Acceptable Violence

Have you seen the memes that state things like “I got spanked as a child but I have a job and respect authority- if your parents spanked you, like this post” or other things like it?  I’ve had it up to my eyeballs with these types of statements which glorify countless generations of lazy parenting, equating corporal punishment with “America’s golden years”.  Somehow these ideas have made it back into the mainstream as “cool” or nostalgic and I’m not okay with that.

I admit, before I had children and even when I was pregnant, I was not against spanking as an option and often considered this is how I would handle severe issues or major safety situations when needed, for my child’s protection and security.

Now, I do not engage in the practice with either of my children and have grown to believe children should be protected from this position of authority who believes it is acceptable to physical injure someone smaller than themselves in order to make a point.

and I truly feel these memes perpetuating this violent propaganda that say if your parents didn’t beat you with wooden spoons, belts or flip-flops you are probably a bad person, a bad employee or in jail are not only grossly inaccurate, but mean spirited and generally coming from those who want to justify their “holier than thou” attitudes about how you should raise YOUR children.

These people are the ones that look down their noses at you in the grocery store when your child is learning boundaries or struggling with an autistic meltdown and think they understand you.  They glare at you from across the room and clearly think “oh what a horrible mother, allowing their terror of a child into this store!”  These are the same people who would so easily demand you simply “pop them a good one” and be on your way, “teach that child a lesson already, why don’t you- you horrible, lax parent! You’re going to raise a criminal!”  I always have to wonder about people like this and I assume they are in one of two simple categories;  They either have no children or they have adult children and they have forgotten what it was like to raise toddlers.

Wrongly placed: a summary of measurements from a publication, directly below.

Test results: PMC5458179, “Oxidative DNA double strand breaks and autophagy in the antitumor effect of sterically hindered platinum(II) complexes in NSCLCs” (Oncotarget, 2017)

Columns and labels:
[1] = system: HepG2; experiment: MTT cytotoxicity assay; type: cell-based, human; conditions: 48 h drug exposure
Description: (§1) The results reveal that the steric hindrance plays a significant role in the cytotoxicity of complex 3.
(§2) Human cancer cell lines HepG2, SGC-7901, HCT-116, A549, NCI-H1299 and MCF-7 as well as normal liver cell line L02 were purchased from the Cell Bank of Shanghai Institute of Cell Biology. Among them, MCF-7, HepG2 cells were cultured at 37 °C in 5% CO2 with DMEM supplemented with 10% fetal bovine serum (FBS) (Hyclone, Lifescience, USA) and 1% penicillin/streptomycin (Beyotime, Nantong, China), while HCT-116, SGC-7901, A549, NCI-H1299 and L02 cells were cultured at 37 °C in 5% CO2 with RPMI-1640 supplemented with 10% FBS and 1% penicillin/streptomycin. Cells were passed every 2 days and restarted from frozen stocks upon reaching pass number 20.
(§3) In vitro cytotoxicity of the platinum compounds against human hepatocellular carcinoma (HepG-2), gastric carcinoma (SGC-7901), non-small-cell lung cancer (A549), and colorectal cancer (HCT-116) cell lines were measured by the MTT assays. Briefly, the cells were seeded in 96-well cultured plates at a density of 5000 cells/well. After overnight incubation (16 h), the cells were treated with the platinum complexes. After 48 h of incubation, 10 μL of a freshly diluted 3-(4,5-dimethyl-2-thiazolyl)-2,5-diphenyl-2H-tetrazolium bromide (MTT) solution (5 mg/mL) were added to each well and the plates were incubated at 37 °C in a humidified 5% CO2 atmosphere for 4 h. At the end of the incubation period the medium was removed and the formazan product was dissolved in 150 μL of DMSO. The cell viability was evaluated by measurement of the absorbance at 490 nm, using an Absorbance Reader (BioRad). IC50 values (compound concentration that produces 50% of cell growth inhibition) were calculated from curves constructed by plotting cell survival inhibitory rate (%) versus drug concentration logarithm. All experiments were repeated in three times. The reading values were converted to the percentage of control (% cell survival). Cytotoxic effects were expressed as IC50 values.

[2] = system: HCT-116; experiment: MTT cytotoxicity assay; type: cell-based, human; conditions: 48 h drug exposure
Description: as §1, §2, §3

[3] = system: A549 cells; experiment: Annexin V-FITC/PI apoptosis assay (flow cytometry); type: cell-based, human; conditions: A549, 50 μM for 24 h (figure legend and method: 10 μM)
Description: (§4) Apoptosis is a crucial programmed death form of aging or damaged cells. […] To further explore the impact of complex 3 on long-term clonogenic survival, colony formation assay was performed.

The last straw for me and what inspired me to write this was when this came across my feed a while back;

parenting discipline image
I have also seen one that says “unless you were parented like this, (showing a wooden spoon) you are probably getting one of these (showing a welfare check) or living here (showing a jail cell).  These memes and many, many more have been floating around Facebook in waves over the last few years.

Here’s another one that disgusts me;


This is absolutely, without a doubt 100% wrong.  Ask almost anyone in prison if you need proof.  In one study I read, over 80% of inmates questioned stated they were spanked, beaten with belts, shoes, spoons and other devices regularly when they disobeyed their parents/caregivers and a large percentage of them them came from very strict homes. How many times have you heard gang members refer to their mamas as “the scariest people they know”??  For those of you who haven’t met many gang members, I can tell you from personal experience, every single one I have met (and I have met more than a few) have said that.

Did it stop them from braking the law? Nope.

Did it instill some sense of undeniable respect for authority? Nope.

Did it do anything but make them better lairs and better thieves? Nope.

I recently read a blog by a woman who worked in the juvenile correctional system and her article focused on corporal punishment at home and how NON-effective it really was at deterring all her kids in the home from breaking the law.  That says all I need to hear to know that spanking is not the answer and clearly isn’t a solid solution for behavior problems.